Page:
Nick's marriage thus far has defied the trend towards divorce and remarriage. It's interesting that the commentary is so sanguine about this, I expect that most readers would have formed the impression that flimsy marriages are a comparatively recent phenomenon. Divorce was always affordable for the upper classes long before ordinary people could access it, but I had thought that divorced women were social pariahs. Certainly not so in this book!

The decline of the aristocratic classes seems to gather pace in this volume. Miss Weeden makes a startling marriage usurping affronted offspring, and Widmerpool becomes a military man of note. Even allowing for his self-aggrandising claims to have access to major military secrets, he has clearly grasped the opportunities offered by war - not just social opportunities afforded by rank but also investment opportunities. Nick, on the other hand is still floundering around going nowhere much, and only succeeds in getting a commission by chance. As estates are requisitioned for military purposes and the prospect of having to take in evacuees is only forestalled by discreet corruption of the process, the writing seems to be on the wall for the leisured classes.

It is a scene at Stourwater which sets the tone of The Kindly Ones (an ironic title, since it alludes to the vengeful Greek furies). In the year before the war, Nick visits the Morelands in the country and along with Templer they go to dinner at Sir Magnus Donners' stately home. As an amusement they decide to perform a series of tableaux, dressing up as The Seven Deadly Sins so that Sir Magnus can photograph them with his new camera. It is Lust, of course, that causes the trouble, and Templer's second wife, Betty, whose mental health is noticeably fragile from the outset, has a nervous breakdown.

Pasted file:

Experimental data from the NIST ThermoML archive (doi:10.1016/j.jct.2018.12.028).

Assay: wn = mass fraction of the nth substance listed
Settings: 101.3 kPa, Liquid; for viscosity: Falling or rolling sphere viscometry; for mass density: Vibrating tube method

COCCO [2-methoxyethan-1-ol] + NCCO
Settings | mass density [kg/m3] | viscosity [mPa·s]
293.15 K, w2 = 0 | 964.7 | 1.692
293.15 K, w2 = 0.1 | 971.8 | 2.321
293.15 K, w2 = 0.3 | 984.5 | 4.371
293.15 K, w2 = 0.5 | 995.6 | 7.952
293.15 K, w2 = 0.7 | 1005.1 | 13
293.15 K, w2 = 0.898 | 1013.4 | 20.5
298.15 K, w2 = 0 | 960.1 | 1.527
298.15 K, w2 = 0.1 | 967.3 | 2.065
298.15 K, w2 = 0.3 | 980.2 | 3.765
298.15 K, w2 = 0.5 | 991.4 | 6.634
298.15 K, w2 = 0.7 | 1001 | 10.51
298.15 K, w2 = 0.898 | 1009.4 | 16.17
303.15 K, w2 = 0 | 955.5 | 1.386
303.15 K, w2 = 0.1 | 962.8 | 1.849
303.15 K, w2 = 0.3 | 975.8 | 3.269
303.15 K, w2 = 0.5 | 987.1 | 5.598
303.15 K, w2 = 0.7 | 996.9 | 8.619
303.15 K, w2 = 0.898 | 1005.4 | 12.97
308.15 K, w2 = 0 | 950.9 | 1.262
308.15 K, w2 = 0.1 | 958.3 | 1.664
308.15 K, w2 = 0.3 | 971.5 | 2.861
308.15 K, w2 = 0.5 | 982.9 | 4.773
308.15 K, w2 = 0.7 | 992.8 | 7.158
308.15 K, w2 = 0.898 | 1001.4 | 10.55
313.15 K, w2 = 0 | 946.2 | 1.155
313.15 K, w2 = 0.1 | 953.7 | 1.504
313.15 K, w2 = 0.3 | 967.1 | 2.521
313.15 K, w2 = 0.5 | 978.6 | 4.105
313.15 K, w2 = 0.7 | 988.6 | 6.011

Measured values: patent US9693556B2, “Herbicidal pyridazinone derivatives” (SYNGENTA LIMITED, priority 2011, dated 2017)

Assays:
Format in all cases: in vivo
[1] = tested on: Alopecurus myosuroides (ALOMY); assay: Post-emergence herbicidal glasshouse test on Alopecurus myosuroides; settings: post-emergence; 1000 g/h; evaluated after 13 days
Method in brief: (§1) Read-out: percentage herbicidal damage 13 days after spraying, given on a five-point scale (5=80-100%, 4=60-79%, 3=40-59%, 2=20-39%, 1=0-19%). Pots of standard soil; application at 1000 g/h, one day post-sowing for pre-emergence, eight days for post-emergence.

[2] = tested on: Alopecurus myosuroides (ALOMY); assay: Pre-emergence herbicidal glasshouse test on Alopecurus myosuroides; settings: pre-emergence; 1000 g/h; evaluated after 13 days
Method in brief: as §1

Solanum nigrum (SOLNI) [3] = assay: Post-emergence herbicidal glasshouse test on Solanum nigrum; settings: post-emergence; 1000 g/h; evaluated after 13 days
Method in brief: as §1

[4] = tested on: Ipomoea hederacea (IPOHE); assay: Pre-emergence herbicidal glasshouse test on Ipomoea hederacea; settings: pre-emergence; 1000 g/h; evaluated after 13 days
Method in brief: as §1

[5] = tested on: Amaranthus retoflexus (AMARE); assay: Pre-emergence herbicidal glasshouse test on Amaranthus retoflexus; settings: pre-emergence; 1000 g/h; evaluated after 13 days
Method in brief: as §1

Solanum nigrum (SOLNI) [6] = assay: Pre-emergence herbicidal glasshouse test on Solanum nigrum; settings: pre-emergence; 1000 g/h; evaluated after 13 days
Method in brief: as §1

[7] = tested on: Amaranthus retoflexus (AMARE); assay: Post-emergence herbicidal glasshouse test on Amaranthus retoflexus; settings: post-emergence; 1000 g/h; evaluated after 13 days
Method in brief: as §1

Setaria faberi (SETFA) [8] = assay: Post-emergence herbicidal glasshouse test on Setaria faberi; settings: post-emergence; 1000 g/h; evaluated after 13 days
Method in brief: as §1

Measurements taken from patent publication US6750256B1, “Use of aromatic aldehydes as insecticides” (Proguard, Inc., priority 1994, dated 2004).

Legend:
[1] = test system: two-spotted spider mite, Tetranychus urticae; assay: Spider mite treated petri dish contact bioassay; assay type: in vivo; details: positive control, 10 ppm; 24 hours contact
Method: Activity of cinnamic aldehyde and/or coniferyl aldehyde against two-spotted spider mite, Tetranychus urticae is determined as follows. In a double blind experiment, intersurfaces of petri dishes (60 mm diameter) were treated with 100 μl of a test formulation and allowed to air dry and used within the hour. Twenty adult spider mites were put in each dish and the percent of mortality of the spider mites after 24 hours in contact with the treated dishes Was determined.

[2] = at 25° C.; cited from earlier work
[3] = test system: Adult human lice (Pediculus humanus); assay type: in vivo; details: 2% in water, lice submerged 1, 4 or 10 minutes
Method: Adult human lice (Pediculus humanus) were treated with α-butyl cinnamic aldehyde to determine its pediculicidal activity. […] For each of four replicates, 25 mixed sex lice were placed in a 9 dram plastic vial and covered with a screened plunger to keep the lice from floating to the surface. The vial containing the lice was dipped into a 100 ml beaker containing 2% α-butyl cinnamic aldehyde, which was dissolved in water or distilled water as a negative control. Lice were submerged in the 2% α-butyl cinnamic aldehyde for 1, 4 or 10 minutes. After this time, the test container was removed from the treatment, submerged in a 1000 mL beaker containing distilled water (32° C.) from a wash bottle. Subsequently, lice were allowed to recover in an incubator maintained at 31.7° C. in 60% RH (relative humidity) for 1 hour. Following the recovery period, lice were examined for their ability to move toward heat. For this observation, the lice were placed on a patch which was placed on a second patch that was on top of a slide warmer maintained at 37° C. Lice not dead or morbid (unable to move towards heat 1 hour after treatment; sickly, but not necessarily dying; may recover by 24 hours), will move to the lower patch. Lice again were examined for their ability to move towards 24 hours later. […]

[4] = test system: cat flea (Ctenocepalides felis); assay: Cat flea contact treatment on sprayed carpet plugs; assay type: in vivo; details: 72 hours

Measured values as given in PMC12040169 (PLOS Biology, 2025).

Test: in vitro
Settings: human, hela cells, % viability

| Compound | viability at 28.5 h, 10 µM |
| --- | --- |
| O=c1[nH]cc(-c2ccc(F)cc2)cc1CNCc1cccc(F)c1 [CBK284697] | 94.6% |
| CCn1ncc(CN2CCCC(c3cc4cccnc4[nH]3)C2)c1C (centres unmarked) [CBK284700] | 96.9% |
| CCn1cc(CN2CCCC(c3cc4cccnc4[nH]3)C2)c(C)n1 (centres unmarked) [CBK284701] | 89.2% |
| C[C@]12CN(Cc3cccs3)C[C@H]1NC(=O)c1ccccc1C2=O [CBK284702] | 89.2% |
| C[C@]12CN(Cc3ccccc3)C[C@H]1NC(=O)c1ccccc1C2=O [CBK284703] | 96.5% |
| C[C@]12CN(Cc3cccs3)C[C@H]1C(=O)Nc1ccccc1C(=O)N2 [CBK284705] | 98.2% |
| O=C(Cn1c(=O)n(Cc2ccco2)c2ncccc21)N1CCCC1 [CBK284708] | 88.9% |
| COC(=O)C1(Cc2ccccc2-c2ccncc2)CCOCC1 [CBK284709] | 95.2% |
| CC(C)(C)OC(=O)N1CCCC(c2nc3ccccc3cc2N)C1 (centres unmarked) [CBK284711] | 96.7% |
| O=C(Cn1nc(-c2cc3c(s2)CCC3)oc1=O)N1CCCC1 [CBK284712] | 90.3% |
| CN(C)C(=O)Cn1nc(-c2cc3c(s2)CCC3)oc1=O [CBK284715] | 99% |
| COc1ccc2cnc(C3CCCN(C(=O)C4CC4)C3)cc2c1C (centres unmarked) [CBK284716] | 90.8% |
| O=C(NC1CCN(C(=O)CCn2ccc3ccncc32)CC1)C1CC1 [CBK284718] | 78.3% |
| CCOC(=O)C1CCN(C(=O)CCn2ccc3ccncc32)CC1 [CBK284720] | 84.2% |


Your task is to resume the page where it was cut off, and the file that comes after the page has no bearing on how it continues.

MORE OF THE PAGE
Just before the war Uncle Giles dies and there is another burlesque, this time at one of those Fawlty Towers type seaside hotels, run by Albert (who used to be cook for the Jenkins' family).
Dr Trelawney gets stuck in the bathroom only to be released by Nick’s incantation of the pseudo-religious mumbo-jumbo that Trelawney preaches. This calms Trelawney down so that he ‘masters his asthma’, tries the key again and lo! the door opens. Dupont turns up again, sleazy as ever, but when Nick’s curiosity gets the better of him he soon comes to regret Dupont’s confidences about his ex-wife Jean and (unknown to Dupont) Nick's former lover. Like many a man tolerant of male philandering (including his own) Nick isn’t as sanguine about women using men for their own purposes.

On to The Third Movement!
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Reading Progress

03/05/2012 page 23
3.0%
03/21/2012 page 181
24.0% "I'm reading about 30 pages of this a day but not updated the pages because the book renumbers itself each time you move onto the next section. I'm more than 2/3 done."